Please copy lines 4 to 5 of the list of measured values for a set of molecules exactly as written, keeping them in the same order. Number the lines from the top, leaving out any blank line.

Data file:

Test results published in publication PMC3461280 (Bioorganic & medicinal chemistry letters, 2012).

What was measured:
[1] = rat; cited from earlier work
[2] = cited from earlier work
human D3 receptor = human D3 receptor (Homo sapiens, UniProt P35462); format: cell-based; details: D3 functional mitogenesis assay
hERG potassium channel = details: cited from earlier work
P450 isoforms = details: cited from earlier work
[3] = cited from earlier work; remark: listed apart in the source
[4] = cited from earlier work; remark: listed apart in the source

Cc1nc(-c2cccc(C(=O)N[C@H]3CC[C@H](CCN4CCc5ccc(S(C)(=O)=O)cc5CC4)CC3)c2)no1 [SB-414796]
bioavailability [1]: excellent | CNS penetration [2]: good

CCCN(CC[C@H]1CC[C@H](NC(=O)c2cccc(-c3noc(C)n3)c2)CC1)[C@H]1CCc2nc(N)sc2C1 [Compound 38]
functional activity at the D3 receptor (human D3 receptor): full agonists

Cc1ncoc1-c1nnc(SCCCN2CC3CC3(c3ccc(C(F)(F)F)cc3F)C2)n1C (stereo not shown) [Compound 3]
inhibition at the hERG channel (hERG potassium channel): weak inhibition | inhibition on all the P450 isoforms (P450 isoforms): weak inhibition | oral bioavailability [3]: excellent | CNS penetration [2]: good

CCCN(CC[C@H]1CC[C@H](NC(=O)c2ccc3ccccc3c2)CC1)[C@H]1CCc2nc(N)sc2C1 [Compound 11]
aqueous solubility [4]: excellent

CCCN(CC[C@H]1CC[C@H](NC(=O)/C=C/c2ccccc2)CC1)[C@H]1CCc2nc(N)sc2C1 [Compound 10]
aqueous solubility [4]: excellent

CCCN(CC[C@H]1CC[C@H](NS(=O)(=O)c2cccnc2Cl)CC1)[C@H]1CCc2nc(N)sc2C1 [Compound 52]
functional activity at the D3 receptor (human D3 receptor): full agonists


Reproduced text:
[2] = cited from earlier work
human D3 receptor = human D3 receptor (Homo sapiens, UniProt P35462); format: cell-based; details: D3 functional mitogenesis assay